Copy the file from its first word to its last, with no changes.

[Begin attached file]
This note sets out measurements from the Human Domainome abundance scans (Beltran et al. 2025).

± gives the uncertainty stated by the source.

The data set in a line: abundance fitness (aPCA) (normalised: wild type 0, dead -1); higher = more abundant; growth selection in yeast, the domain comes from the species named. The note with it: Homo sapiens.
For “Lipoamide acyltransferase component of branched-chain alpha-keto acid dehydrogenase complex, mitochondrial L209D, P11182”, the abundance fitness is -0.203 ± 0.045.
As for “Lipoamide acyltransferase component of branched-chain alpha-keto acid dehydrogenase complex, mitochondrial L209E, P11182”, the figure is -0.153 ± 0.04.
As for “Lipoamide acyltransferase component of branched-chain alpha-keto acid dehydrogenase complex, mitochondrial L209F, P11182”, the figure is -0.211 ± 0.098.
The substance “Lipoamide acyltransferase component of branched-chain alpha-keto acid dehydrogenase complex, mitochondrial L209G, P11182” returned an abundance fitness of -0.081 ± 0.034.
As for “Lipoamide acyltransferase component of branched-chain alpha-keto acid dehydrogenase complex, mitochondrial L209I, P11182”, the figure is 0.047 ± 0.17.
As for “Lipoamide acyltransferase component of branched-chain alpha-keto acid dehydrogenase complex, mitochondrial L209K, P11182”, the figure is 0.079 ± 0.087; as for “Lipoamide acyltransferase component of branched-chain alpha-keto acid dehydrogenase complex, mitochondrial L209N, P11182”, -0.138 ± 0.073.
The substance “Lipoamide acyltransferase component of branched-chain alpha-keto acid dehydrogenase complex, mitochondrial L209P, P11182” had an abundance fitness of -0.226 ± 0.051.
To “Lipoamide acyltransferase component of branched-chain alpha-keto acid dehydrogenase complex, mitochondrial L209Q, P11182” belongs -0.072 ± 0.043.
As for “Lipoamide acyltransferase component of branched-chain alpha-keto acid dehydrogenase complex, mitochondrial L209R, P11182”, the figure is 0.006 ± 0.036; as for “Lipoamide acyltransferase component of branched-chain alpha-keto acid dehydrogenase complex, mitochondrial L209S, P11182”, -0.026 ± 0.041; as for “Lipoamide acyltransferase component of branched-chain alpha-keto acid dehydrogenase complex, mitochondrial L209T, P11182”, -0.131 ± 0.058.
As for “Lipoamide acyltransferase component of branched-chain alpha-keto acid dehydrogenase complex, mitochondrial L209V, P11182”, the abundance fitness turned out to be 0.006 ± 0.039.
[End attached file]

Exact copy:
This note sets out measurements from the Human Domainome abundance scans (Beltran et al. 2025).

± gives the uncertainty stated by the source.

The data set in a line: abundance fitness (aPCA) (normalised: wild type 0, dead -1); higher = more abundant; growth selection in yeast, the domain comes from the species named. The note with it: Homo sapiens.
For “Lipoamide acyltransferase component of branched-chain alpha-keto acid dehydrogenase complex, mitochondrial L209D, P11182”, the abundance fitness is -0.203 ± 0.045.
As for “Lipoamide acyltransferase component of branched-chain alpha-keto acid dehydrogenase complex, mitochondrial L209E, P11182”, the figure is -0.153 ± 0.04.
As for “Lipoamide acyltransferase component of branched-chain alpha-keto acid dehydrogenase complex, mitochondrial L209F, P11182”, the figure is -0.211 ± 0.098.
The substance “Lipoamide acyltransferase component of branched-chain alpha-keto acid dehydrogenase complex, mitochondrial L209G, P11182” returned an abundance fitness of -0.081 ± 0.034.
As for “Lipoamide acyltransferase component of branched-chain alpha-keto acid dehydrogenase complex, mitochondrial L209I, P11182”, the figure is 0.047 ± 0.17.
As for “Lipoamide acyltransferase component of branched-chain alpha-keto acid dehydrogenase complex, mitochondrial L209K, P11182”, the figure is 0.079 ± 0.087; as for “Lipoamide acyltransferase component of branched-chain alpha-keto acid dehydrogenase complex, mitochondrial L209N, P11182”, -0.138 ± 0.073.
The substance “Lipoamide acyltransferase component of branched-chain alpha-keto acid dehydrogenase complex, mitochondrial L209P, P11182” had an abundance fitness of -0.226 ± 0.051.
To “Lipoamide acyltransferase component of branched-chain alpha-keto acid dehydrogenase complex, mitochondrial L209Q, P11182” belongs -0.072 ± 0.043.
As for “Lipoamide acyltransferase component of branched-chain alpha-keto acid dehydrogenase complex, mitochondrial L209R, P11182”, the figure is 0.006 ± 0.036; as for “Lipoamide acyltransferase component of branched-chain alpha-keto acid dehydrogenase complex, mitochondrial L209S, P11182”, -0.026 ± 0.041; as for “Lipoamide acyltransferase component of branched-chain alpha-keto acid dehydrogenase complex, mitochondrial L209T, P11182”, -0.131 ± 0.058.
As for “Lipoamide acyltransferase component of branched-chain alpha-keto acid dehydrogenase complex, mitochondrial L209V, P11182”, the abundance fitness turned out to be 0.006 ± 0.039.